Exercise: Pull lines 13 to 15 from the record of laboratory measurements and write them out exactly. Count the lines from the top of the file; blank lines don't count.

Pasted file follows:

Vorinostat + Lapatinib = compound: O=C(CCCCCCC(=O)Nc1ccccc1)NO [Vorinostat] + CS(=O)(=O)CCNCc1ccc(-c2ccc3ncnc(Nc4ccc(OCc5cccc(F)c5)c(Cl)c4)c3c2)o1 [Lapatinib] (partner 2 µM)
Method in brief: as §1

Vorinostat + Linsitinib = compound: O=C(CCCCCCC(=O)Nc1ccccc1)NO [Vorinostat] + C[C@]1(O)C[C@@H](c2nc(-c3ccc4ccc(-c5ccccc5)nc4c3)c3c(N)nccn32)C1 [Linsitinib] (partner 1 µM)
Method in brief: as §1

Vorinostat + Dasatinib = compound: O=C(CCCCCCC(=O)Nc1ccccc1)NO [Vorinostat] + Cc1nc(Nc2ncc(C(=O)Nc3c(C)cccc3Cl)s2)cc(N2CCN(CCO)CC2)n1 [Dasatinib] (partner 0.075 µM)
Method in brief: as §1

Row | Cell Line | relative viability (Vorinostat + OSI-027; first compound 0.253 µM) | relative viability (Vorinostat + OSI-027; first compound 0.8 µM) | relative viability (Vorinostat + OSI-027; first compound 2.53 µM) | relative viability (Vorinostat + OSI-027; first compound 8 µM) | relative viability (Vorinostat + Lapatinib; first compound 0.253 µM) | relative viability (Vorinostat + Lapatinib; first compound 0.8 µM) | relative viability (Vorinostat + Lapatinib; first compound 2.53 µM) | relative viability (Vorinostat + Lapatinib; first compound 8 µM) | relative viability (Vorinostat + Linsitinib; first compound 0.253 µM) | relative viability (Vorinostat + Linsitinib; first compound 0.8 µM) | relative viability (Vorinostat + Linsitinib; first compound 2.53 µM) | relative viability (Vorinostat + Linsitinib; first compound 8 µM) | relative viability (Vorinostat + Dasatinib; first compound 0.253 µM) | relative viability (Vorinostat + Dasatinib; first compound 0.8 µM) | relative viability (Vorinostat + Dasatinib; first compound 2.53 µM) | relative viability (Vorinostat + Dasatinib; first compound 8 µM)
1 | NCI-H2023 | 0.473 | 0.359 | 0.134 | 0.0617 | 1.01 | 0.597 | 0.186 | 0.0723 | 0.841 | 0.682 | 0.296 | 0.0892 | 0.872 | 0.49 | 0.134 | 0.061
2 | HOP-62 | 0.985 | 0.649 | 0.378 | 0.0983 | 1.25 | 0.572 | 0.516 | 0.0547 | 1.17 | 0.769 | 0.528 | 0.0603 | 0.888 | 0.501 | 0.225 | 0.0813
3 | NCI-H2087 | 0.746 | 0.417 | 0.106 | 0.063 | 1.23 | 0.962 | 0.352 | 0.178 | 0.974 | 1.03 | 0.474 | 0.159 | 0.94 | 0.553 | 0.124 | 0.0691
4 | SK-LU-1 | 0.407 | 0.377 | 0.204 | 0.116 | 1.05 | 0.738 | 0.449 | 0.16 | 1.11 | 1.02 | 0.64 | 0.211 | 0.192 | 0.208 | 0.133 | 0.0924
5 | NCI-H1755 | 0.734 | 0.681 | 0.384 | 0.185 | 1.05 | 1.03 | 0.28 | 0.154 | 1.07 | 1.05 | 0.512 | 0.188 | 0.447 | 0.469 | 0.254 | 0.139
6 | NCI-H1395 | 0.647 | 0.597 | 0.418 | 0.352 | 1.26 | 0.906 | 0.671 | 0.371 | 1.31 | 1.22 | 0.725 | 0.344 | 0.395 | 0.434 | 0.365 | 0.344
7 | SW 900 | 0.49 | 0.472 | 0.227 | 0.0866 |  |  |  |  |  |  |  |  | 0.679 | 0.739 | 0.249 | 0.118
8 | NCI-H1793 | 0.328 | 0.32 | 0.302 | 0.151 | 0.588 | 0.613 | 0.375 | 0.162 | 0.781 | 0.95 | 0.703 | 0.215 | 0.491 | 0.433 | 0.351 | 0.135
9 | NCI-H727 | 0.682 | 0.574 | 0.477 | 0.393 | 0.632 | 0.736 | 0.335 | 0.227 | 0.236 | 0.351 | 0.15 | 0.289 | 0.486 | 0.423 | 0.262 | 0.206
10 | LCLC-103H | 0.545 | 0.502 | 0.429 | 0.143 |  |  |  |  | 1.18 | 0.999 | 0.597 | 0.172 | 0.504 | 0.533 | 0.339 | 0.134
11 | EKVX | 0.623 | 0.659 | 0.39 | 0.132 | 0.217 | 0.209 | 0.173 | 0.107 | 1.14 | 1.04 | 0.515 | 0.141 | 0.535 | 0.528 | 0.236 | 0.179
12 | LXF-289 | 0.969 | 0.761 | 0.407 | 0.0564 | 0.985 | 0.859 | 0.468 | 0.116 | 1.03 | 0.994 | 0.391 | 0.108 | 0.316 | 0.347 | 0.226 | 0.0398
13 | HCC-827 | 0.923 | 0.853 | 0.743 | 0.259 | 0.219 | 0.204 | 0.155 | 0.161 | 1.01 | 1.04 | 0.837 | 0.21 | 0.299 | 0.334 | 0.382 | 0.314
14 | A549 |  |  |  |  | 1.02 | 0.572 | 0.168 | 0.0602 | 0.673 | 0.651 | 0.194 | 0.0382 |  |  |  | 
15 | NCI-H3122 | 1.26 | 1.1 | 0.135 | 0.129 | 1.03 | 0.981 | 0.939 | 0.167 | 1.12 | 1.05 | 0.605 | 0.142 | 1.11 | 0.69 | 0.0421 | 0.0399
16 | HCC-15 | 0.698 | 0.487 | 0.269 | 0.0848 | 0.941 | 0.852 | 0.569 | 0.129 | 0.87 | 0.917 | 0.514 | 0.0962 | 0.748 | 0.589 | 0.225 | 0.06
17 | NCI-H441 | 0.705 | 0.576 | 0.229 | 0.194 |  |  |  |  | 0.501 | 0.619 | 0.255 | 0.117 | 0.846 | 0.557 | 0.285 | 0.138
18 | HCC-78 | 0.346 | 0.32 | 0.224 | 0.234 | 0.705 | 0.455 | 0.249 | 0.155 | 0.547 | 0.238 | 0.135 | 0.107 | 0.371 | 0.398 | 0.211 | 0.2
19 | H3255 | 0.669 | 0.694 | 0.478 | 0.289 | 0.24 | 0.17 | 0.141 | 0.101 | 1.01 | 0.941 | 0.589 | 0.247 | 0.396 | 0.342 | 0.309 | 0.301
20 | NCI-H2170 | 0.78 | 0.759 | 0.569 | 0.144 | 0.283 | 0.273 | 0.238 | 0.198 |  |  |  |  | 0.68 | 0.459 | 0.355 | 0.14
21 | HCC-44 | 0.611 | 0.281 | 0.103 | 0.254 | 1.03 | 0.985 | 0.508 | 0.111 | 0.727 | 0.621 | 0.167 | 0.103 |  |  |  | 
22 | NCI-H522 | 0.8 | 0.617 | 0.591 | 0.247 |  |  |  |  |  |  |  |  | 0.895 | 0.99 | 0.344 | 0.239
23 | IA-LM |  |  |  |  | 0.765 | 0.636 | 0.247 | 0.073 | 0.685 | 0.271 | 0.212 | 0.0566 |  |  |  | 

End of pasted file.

6 | NCI-H1395 | 0.647 | 0.597 | 0.418 | 0.352 | 1.26 | 0.906 | 0.671 | 0.371 | 1.31 | 1.22 | 0.725 | 0.344 | 0.395 | 0.434 | 0.365 | 0.344
7 | SW 900 | 0.49 | 0.472 | 0.227 | 0.0866 |  |  |  |  |  |  |  |  | 0.679 | 0.739 | 0.249 | 0.118
8 | NCI-H1793 | 0.328 | 0.32 | 0.302 | 0.151 | 0.588 | 0.613 | 0.375 | 0.162 | 0.781 | 0.95 | 0.703 | 0.215 | 0.491 | 0.433 | 0.351 | 0.135